THE WILCOCK WEB: The official excuse for remaining in Afghanistan is so that it doesn’t become a safe haven for Al Qaeda. So why aren’t we occupying Pakistan, Yemen, and Saudi Arabia?….When a state finds itself billions of dollars in debt, why is nobody held responsible? It wasn’t just some unavoidable accident….. Talk about making lemonade out of lemons: Las Vegas is opening two paid-admission museums about the Mob that ran the city before it went respectable….Thousands of closed-circuit cameras monitor streets in the U.K., and now that some of their output is being streamed on the Internet, viewers are invited to report crimes they see happening — and be rewarded if their reports have an effect… Talking to Newsmax about WikiLeaks, Russia’s Mikhail Gorbachov deplored “the kind of language these so-called diplomats use in characterizing nations and peoples,” adding: “I think that such diplomats should be replaced by normal people”….Some English company is manufacturing a soap named for the Sex Pistols…. While writing the script for The Social Network says Aaron Sorkin, “I had to find the parts of Mark (Zuckerberg) that are like me. It wasn’t hard. I’m awkward socially. I’m shy. And there have been a lot of times when I’ve felt like an outsider”….With a site called Anti-Social, you can turn off “distracting” parts of the Internet for as much time as you specify. “It’s amazing how much work you can get done when you turn off your ‘friends,’” says the pitch…. Marihuana energizes the mind….There’s something extremely suspicious about that ubiquitous series of Smile Train ads which appear in virtually every magazine you’ve ever heard of ….“I have a very sissy job,” Christian Bale told Esquire, “where I go to work and get my hair done and people do my make-up and I go and say lines and people spoil me rotten”….Invented by Minnesota-based Innovative Packing, the SmarTote carries a barcode which enables stores to check its usage and eventually reward customers with rebates… The Smithsonian just loaned its $2m Monopoly board for an exhibition at (where else?) New York’s Museum of American Finance. The cards are gold-plated, the board studded with gemstones and the tokens and dice are solid gold …. Bumper sticker: Too poor to buy a politician…Only five states ( AZ, CA, CT, NH, HI) and DC, can claim that more than 16% of its adult population eats enough fruit and vegetables….. Global warming in Siberia has prompted the emergence of woolly mammoth corpses, hidden for thousands of years, and now being dug up for their ivory tusks…. The German firm GFD has perfected a diamond-coated tungsten carbon razor blade which it claims will last for years without sharpening…. “Appreciation is a wonderful thing: it makes what is excellent in others belong to us as well.” — Voltaire (1694-1778)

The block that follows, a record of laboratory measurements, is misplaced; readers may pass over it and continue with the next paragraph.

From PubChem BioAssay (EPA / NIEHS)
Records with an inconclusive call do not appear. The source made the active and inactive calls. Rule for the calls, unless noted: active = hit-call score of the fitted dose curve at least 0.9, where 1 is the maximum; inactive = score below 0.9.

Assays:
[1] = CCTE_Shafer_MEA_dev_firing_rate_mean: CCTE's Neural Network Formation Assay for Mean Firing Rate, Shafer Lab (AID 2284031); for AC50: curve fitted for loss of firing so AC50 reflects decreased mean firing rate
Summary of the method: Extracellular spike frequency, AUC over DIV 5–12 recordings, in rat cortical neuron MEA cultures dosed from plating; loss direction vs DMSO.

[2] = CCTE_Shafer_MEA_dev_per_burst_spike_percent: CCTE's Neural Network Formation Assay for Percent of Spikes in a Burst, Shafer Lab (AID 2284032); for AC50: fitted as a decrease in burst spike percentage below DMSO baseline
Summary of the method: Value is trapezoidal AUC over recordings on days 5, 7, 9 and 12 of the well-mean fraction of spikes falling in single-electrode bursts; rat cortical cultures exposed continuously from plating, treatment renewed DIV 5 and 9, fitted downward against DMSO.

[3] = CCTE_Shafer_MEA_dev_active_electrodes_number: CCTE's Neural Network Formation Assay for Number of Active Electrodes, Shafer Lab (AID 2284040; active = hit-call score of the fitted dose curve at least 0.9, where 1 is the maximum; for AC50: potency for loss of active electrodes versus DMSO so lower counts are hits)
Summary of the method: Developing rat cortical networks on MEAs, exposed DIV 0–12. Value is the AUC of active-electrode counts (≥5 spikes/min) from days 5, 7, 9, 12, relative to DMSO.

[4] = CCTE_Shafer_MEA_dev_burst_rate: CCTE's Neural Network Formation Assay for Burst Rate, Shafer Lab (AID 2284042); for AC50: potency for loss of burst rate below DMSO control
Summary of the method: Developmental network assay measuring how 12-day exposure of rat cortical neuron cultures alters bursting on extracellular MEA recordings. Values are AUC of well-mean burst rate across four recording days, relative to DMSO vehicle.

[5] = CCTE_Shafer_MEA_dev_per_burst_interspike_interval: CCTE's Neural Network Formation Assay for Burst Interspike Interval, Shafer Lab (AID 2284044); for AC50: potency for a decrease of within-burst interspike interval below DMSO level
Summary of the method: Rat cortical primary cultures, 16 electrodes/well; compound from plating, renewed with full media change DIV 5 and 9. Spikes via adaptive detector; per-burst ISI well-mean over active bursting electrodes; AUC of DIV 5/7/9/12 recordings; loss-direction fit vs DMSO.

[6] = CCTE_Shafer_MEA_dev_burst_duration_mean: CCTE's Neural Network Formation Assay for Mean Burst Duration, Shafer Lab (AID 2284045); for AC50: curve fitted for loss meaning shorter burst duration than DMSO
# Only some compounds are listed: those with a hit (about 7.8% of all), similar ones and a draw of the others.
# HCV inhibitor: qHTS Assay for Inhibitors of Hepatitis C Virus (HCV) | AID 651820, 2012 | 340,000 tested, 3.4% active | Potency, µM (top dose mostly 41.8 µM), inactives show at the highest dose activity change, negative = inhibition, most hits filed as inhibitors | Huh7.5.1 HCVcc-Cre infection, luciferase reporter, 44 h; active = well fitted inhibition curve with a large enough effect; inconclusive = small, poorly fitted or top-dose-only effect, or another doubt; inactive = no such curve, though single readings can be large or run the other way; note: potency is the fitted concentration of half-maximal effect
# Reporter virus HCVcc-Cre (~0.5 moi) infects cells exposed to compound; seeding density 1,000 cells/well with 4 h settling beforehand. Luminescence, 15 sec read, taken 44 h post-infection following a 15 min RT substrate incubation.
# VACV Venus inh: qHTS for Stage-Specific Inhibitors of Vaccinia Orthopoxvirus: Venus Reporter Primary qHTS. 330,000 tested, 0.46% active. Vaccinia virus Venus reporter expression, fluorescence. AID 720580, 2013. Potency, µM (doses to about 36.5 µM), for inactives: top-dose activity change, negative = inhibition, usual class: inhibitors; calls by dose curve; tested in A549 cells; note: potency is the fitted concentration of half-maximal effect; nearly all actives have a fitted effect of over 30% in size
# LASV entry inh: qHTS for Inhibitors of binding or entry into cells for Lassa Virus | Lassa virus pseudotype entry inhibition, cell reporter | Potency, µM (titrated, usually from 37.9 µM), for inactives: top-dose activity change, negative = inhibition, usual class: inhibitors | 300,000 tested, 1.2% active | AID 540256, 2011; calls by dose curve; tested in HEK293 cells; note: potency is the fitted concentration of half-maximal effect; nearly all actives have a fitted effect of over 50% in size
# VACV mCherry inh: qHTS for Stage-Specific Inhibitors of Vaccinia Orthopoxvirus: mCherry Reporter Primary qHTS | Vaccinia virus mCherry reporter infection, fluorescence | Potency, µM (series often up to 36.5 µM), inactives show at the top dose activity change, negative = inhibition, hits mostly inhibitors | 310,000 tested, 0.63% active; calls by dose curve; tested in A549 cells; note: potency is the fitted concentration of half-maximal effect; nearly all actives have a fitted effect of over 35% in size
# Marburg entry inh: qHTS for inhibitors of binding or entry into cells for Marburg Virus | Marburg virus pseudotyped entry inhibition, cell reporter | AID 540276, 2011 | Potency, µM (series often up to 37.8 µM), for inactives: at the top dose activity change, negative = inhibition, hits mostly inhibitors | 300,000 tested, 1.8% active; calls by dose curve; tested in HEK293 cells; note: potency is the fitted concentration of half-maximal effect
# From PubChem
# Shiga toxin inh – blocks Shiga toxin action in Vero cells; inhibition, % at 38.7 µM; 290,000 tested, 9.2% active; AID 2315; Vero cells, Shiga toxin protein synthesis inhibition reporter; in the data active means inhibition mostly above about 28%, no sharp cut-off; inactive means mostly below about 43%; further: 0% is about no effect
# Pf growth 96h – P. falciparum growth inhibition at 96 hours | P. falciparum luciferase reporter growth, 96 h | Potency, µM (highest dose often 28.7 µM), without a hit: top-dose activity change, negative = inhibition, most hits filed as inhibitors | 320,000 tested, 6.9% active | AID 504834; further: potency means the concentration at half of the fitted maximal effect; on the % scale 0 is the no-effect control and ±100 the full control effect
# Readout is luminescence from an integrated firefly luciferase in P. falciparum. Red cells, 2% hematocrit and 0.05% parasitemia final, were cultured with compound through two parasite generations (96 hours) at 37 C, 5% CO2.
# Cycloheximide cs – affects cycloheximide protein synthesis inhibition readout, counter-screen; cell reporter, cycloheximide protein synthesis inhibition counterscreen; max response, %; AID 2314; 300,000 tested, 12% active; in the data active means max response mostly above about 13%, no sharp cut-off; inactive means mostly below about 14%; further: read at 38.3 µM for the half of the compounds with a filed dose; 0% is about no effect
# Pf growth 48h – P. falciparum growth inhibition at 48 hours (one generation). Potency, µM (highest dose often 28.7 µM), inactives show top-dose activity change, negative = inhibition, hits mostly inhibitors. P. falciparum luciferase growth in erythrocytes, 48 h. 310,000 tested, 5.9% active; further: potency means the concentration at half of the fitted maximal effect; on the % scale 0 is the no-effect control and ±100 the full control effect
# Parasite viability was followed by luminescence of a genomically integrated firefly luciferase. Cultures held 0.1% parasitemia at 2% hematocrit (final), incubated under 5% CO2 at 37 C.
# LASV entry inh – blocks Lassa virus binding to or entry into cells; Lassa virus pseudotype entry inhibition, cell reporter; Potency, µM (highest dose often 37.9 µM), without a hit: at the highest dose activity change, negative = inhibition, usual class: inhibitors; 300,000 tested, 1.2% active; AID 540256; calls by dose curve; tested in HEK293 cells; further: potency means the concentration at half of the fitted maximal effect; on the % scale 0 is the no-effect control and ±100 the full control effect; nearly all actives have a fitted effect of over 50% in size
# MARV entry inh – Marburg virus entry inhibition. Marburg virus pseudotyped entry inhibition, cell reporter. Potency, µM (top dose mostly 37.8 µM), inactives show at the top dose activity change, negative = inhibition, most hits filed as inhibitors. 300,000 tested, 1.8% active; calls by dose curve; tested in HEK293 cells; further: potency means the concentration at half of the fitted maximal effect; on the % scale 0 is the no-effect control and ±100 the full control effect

THE WILCOCK WEB: Barely surfacing in the Bernie Madoff scandal so far, has been the Medici Bank of Venice’s boss Sonia Kohn of whom more will be heard (March 21/2009)
“The trustee overseeing the bankruptcy of Bernard Madoff’s investment firm launched a $19.6bn lawsuit against Austrian banker Sonja Kohn on Friday…” —Wall Street Journal, Dec 11, 2010